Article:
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SXSW journal: how to get your music on BBC radio and NPR

SXSW journalWhen last I meditated on my recent experiences at SXSW in Austin, I was commenting on the lack of interest in AM/FM among musicians with whom I spoke. It is unclear to me, however, whether those artists were representative of the broader creative population. I am certain that staffers and deejays from NPR and the BBC who attended SXSW 2015 would say that they were not. Both services ran panels at the conference offering tips on how musicians can get tunes on their respective shows. Panelists at the events reported being deluged with music from artists and their promoters.

I wonder, however, whether the performers in the respective rooms who received this advice found it encouraging or daunting. In any event, here is some of what I heard, first from the BBC.

BBC: UK music comes first

BBC Music 1 head George Ergatoudis started out with a caveat for international artists who want to “crack” the BBC. “Because of the way we are funded, we are strongly supporting UK music first,” Ergatoudis advised. So how do you gain access if you are ‘non-domestic’? “It has to start with being bloody amazing first of all,” he continued. “You need to stand out one way or another . . . you have managed to create a noise, a fan base interest. Any metric, any way you look there is a story that’s a reality about why you are different and exciting.”

But Ergatoudis did add that BBC radio does introduce UK listeners to new artists. At the early stage there’s very little to look at in terms of profile, “so it does boil back down to ears, and having people on the stations that frankly have that taste, have that ability to spot something in the music that excites them.”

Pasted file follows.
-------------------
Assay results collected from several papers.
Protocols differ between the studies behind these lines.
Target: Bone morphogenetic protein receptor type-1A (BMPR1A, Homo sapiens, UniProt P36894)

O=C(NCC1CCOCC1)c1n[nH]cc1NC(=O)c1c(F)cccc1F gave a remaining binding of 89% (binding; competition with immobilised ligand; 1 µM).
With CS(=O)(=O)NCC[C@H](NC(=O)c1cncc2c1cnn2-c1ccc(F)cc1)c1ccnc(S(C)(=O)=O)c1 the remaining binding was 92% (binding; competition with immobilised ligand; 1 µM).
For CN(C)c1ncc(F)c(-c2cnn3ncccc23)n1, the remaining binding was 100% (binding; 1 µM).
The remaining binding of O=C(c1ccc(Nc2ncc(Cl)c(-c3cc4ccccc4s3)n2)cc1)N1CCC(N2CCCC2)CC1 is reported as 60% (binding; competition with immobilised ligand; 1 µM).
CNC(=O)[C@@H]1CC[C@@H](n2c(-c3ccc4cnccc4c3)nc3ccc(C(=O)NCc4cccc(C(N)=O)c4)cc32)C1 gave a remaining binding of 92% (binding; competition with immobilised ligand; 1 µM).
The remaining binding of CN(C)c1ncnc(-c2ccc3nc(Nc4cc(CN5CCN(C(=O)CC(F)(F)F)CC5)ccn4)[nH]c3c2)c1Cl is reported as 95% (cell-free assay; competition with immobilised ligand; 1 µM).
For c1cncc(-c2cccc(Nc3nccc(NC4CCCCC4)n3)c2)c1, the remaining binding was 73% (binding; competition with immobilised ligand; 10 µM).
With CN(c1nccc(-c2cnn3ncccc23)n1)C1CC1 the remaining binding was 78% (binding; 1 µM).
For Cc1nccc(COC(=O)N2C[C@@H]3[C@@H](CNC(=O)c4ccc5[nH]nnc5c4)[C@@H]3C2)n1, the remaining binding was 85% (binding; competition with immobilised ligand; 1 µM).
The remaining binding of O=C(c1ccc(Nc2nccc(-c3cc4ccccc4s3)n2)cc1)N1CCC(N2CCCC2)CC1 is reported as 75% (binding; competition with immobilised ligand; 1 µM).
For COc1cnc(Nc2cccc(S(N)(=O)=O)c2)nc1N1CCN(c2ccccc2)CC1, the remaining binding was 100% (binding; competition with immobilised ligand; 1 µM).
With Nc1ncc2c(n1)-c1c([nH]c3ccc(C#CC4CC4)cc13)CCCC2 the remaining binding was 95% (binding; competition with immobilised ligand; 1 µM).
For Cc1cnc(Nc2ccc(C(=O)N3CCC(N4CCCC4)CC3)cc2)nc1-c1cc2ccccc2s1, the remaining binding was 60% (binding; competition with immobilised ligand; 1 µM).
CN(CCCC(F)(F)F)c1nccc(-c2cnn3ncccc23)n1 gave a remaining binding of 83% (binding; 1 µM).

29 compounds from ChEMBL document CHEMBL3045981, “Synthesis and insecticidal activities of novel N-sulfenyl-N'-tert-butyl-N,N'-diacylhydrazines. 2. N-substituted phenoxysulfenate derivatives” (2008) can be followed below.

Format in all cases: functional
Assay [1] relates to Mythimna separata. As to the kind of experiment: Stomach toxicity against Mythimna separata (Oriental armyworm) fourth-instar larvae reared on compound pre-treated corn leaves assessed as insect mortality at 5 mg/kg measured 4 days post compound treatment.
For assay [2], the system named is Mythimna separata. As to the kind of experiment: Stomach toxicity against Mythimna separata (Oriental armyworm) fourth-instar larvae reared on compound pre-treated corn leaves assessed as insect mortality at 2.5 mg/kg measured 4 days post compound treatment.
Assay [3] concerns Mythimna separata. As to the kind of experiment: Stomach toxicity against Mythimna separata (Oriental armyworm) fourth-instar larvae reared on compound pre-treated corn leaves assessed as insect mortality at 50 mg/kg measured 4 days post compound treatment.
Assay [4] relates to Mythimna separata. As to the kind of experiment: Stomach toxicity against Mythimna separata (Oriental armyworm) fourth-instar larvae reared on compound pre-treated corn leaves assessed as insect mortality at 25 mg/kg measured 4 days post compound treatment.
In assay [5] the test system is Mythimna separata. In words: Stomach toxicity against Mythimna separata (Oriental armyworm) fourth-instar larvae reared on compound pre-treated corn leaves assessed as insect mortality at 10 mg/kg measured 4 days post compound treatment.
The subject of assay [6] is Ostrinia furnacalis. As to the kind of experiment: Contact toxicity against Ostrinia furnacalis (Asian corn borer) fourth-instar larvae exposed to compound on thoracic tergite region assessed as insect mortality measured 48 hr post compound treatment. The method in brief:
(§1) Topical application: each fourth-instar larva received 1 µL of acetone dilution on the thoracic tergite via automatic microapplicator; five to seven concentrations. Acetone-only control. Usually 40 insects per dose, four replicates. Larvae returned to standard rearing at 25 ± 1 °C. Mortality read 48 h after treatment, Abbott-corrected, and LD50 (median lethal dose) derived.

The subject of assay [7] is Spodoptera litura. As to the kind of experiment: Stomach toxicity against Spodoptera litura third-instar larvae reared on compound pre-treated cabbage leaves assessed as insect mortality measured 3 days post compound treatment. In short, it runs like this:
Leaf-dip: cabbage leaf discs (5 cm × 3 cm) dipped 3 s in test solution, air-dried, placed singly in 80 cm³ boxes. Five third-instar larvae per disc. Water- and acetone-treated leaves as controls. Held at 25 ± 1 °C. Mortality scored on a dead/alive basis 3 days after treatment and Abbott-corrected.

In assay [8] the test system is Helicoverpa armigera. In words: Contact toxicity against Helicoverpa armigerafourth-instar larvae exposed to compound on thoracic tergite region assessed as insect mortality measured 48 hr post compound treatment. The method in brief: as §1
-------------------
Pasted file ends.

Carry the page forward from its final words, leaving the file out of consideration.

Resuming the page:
What this suggests, at least to me, is that BBC 1 is open to non-domestic artists, even relatively obscure ones. But the process of picking them is very subjective. One of the things that struck me was how uninterested the BBC deejays and managers on the panel appeared to be in tapping into social media resources like Spotify or Last.fm to see what fans on those sites were enjoying.

“You’ve just got to be great,” panelist Sarah Stennett, an artist agent, concurred. “You can be seen if you are doing something that’s exceptional.”

Send us a letter

Steve Lamacq, presenter for BBC 6 offered some immediate practical tips to the audience. “We get sent a lot of stuff,” Lamacq said. Most comes from promoters, “most of it terrible, or impersonal.”

“And this is an important point,” he added. “With so much stuff out there,” how do you make yourself different? “If there are 100 bands, of those, 20 are good, and of those 20 we are only going to play two, how do you make yourself stand out?”

Lamacq’s’ answer: “Send a letter. I know it sounds absolutely ridiculous in this technological age. But making a personal connection. If you want to get noticed by one of the specialist deejays or a tastemaker in the UK, make a personal connection. I think that everyone in this room knows that that’s valid.”

“Even an e-mail is ok,” Lamacq added, “but it’s not as good as a letter.” (BTW: here is Steve Lamacq’s snail mail address: Steve Lamacq, BBC 6 Music, London, W1A 1AA).

NPR: We’re not all in it together